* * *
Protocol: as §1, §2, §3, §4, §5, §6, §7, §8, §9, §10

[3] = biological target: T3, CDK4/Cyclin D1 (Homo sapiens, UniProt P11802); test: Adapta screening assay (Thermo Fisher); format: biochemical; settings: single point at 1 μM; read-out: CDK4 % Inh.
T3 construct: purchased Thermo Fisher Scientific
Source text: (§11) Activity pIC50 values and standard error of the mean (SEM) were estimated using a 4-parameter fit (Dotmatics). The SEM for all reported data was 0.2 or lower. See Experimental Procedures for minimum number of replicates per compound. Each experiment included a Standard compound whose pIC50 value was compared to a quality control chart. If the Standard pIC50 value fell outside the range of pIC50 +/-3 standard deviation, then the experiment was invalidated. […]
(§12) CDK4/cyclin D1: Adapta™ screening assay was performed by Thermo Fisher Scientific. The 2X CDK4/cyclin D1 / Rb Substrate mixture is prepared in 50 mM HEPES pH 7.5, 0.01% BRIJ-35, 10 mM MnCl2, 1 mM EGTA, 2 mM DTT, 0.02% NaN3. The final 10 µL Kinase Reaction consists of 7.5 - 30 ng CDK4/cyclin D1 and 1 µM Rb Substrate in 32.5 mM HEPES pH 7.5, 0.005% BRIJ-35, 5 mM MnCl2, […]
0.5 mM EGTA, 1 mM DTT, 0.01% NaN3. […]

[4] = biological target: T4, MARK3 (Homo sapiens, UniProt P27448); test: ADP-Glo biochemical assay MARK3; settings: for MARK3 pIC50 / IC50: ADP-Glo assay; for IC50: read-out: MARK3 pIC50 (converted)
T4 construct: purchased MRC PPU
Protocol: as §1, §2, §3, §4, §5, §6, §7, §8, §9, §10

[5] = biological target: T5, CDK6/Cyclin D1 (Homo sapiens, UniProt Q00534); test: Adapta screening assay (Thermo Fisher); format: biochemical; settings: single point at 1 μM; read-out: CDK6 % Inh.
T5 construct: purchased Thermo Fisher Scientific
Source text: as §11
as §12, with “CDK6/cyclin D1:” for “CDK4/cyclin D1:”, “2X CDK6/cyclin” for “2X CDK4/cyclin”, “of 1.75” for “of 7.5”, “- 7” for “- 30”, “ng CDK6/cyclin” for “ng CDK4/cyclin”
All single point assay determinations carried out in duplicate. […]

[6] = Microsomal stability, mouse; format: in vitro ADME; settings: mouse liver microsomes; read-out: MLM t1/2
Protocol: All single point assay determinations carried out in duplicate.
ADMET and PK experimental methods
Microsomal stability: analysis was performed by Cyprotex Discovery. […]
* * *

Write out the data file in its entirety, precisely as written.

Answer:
Protocol: as §1, §2, §3, §4, §5, §6, §7, §8, §9, §10

[3] = biological target: T3, CDK4/Cyclin D1 (Homo sapiens, UniProt P11802); test: Adapta screening assay (Thermo Fisher); format: biochemical; settings: single point at 1 μM; read-out: CDK4 % Inh.
T3 construct: purchased Thermo Fisher Scientific
Source text: (§11) Activity pIC50 values and standard error of the mean (SEM) were estimated using a 4-parameter fit (Dotmatics). The SEM for all reported data was 0.2 or lower. See Experimental Procedures for minimum number of replicates per compound. Each experiment included a Standard compound whose pIC50 value was compared to a quality control chart. If the Standard pIC50 value fell outside the range of pIC50 +/-3 standard deviation, then the experiment was invalidated. […]
(§12) CDK4/cyclin D1: Adapta™ screening assay was performed by Thermo Fisher Scientific. The 2X CDK4/cyclin D1 / Rb Substrate mixture is prepared in 50 mM HEPES pH 7.5, 0.01% BRIJ-35, 10 mM MnCl2, 1 mM EGTA, 2 mM DTT, 0.02% NaN3. The final 10 µL Kinase Reaction consists of 7.5 - 30 ng CDK4/cyclin D1 and 1 µM Rb Substrate in 32.5 mM HEPES pH 7.5, 0.005% BRIJ-35, 5 mM MnCl2, […]
0.5 mM EGTA, 1 mM DTT, 0.01% NaN3. […]

[4] = biological target: T4, MARK3 (Homo sapiens, UniProt P27448); test: ADP-Glo biochemical assay MARK3; settings: for MARK3 pIC50 / IC50: ADP-Glo assay; for IC50: read-out: MARK3 pIC50 (converted)
T4 construct: purchased MRC PPU
Protocol: as §1, §2, §3, §4, §5, §6, §7, §8, §9, §10

[5] = biological target: T5, CDK6/Cyclin D1 (Homo sapiens, UniProt Q00534); test: Adapta screening assay (Thermo Fisher); format: biochemical; settings: single point at 1 μM; read-out: CDK6 % Inh.
T5 construct: purchased Thermo Fisher Scientific
Source text: as §11
as §12, with “CDK6/cyclin D1:” for “CDK4/cyclin D1:”, “2X CDK6/cyclin” for “2X CDK4/cyclin”, “of 1.75” for “of 7.5”, “- 7” for “- 30”, “ng CDK6/cyclin” for “ng CDK4/cyclin”
All single point assay determinations carried out in duplicate. […]

[6] = Microsomal stability, mouse; format: in vitro ADME; settings: mouse liver microsomes; read-out: MLM t1/2
Protocol: All single point assay determinations carried out in duplicate.
ADMET and PK experimental methods
Microsomal stability: analysis was performed by Cyprotex Discovery. […]